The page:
Why the Owner is a Bad Apple

Many people I know enjoy at least one television reality show that they will admit as being a guilty pleasure. Mine happens to be “Bar Rescue.”

The premise of the show is that within just a few days, bar turnaround expert Jon Taffer can change mindsets, educate the staff, straighten out lousy owners, remodel the venue and rebrand the bar to appeal to a demographic that will make the business profitable.

As each episode begins, Taffer enters a failing bar like a new Sheriff riding into a crime-ridden Western town.

In no time flat he determines what works, what doesn’t and what needs to change. This formula consists of calling out individual employees dragging the business down, financially and operationally.

One of the most exciting elements of each episode is the creation of a new brand for the bar. Taffer utilizes all elements – people, education, remodeling, signage and organizational changes – so that the owner, employees and customers all have a better experience. The transformation is always fun to watch.

To accomplish this goal, Taffer must change both hearts and minds. Those employees that can adapt keep their job and those that won’t find themselves out of work.

Taffer comes into a bar because it is failing financially. The core reasons the bar has issues are outright owner neglect, indifference, a poor attitude based on past event, or simply burnout. A common theme is a lack of technical understanding of how a bar makes money. This all makes for entertaining television.

In all of the “Bar Rescue” episodes I have watched, and in thinking about some of the business owners I’ve met and perhaps consulted to, I’ve witnessed these characteristics that explain why the business they own is doing poorly:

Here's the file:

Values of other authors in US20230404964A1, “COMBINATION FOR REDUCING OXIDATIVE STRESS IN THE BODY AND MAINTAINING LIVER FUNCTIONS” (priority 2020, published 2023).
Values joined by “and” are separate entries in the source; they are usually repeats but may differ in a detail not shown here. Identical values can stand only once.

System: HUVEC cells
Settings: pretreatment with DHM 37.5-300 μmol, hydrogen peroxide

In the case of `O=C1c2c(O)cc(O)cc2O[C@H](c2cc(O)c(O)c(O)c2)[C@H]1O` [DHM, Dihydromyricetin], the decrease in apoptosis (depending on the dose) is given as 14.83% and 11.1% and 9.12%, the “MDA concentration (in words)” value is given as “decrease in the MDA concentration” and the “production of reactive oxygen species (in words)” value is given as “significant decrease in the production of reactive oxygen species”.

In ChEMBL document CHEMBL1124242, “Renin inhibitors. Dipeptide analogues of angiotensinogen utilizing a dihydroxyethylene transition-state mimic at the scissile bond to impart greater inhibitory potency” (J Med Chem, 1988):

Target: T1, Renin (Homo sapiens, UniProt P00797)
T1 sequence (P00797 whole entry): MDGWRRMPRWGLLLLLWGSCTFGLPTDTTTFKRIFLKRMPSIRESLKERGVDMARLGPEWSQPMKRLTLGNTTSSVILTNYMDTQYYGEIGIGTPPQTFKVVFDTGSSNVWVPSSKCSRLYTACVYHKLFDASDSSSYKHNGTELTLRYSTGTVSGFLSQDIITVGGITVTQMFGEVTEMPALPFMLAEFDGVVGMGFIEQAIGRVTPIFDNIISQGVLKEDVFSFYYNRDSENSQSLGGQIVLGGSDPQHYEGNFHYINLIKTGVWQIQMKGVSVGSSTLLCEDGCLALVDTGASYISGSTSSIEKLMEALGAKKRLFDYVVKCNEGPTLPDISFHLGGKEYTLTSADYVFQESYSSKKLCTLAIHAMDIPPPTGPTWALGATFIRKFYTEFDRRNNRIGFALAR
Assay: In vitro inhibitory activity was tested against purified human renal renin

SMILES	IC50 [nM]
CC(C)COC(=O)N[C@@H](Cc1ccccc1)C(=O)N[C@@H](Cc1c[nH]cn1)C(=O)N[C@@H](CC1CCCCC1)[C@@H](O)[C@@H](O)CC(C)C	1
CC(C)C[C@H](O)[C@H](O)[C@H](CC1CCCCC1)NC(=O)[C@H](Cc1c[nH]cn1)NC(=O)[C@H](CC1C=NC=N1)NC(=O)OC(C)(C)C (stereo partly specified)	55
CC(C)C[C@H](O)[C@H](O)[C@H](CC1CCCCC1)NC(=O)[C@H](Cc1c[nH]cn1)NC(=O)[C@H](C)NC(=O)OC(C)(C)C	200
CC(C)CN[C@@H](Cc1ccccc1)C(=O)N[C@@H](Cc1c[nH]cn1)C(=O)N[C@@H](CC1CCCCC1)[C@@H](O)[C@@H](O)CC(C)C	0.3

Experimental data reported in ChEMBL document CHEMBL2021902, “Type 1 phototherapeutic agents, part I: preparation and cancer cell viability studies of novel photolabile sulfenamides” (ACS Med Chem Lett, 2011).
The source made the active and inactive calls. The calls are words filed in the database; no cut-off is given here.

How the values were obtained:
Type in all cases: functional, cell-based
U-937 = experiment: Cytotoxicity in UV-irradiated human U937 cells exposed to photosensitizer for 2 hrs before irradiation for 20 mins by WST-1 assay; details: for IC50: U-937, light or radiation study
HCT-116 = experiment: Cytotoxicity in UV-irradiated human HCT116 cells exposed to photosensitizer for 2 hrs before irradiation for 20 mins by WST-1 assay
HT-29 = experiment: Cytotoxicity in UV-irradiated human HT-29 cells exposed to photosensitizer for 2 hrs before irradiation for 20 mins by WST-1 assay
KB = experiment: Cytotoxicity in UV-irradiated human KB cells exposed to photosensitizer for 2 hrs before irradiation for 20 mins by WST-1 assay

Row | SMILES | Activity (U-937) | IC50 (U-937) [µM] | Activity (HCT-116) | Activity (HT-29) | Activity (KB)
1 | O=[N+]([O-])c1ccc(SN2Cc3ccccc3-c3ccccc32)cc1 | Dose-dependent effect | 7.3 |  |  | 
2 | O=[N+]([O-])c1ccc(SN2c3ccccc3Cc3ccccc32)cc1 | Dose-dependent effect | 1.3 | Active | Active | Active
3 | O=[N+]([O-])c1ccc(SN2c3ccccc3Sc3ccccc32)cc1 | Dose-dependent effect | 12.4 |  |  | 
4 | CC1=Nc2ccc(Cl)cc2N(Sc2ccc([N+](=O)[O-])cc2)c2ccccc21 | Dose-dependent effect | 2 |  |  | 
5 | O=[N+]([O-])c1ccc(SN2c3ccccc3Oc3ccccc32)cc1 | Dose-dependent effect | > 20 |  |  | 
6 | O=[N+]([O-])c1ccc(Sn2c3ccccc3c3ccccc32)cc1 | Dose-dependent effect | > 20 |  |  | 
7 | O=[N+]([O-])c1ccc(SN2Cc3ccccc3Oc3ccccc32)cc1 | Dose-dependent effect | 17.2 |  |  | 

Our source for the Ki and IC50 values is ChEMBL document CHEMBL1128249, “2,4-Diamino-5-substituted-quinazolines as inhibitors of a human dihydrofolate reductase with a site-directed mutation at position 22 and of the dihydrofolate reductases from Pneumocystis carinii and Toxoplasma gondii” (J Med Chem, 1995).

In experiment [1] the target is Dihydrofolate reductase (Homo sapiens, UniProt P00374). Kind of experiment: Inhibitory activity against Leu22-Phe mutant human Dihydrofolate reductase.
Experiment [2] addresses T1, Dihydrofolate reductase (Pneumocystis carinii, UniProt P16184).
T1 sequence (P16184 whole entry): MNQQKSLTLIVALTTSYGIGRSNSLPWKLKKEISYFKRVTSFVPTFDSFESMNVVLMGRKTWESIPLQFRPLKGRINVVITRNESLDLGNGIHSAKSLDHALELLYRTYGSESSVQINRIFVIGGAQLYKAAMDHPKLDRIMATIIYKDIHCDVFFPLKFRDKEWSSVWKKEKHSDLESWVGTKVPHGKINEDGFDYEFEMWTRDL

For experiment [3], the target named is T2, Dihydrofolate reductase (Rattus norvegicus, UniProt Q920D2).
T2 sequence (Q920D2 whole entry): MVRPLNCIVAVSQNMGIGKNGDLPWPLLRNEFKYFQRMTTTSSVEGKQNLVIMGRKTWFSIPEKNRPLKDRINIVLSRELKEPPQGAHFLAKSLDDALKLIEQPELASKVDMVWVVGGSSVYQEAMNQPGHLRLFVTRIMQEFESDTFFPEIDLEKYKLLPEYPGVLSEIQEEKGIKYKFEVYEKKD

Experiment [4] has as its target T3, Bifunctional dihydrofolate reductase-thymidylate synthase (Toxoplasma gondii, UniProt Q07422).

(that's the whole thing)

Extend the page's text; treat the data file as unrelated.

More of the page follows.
-These are individuals who think they are working hard, and may appear to work hard, but often don’t do either. While they are proud to be the owner, they don’t really want to either lead or manage.

-They do not supervise. Subordinates never hear praise and rarely get direction or feedback. Formal performance appraisals never take place. Employees are often told “Good job,” but it is never in reference to anything specific.

-Follow-up and follow-through is non-existent. While always talking a good game, the owner often fails to honor commitments. Employees cue on that and use it to their advantage.

-No one is ever fired. These owners grumble about the mistakes that employee make. But that is all they do. Employees know the bark is far worse than the bite. Eventually, they ignore the barking.

-Employee training never takes place. The owner assumes people hired know what to do. It is too much work and too big of a hassle with minimal returns.

-Growing the company is okay as long as the owner doesn’t have to work any harder for it to happen.

These owners also lack two other things that have caused their bars to decline. The first is lack of vision; they do not see the lack of cleanliness and disrepair of their own facility. They fail to see that new customers are not being acquired and that old customers are not returning.

The second is their ambiguity related to trust. Being total control freaks, these owners will not allow anyone to make decisions about how the bar runs; yet the lack of control at the point of pour is the primary reason each bar highlighted have major financial issues.

Either your business is growing or it is dying. The only person actually being paid to figure which category it falls into is the owner, and that same person is ultimately responsible for leading it the direction of most benefit for the shareholders.